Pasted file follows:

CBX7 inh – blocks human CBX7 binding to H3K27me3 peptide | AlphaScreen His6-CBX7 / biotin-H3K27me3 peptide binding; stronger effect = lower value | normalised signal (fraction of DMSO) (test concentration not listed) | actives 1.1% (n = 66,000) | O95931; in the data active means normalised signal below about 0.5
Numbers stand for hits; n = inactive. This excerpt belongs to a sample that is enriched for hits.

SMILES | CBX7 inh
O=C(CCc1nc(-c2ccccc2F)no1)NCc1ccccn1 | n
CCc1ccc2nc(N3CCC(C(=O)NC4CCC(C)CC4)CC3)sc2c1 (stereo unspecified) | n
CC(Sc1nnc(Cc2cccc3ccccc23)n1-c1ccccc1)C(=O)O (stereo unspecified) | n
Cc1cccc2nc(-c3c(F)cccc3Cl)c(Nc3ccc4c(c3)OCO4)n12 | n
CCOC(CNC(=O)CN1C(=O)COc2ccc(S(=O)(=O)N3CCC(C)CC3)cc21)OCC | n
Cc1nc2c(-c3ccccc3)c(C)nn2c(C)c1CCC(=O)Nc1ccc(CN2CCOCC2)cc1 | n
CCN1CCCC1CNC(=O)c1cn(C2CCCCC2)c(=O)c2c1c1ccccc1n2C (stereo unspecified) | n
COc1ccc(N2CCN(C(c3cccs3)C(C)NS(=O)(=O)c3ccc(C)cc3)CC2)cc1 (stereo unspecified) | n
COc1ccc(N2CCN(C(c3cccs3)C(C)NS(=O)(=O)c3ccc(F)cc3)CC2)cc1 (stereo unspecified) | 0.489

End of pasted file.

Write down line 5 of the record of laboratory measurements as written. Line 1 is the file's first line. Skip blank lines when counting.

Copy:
CCc1ccc2nc(N3CCC(C(=O)NC4CCC(C)CC4)CC3)sc2c1 (stereo unspecified) | n